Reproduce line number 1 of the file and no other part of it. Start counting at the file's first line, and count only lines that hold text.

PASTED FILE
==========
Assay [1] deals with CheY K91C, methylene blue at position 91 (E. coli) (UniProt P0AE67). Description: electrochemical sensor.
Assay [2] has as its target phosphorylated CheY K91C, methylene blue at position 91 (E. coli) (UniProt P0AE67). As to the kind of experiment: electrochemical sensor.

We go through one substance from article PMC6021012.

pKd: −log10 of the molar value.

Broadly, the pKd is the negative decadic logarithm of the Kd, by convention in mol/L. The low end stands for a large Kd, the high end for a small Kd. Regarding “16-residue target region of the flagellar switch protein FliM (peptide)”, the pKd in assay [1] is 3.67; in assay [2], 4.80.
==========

Assay [1] deals with CheY K91C, methylene blue at position 91 (E. coli) (UniProt P0AE67). Description: electrochemical sensor.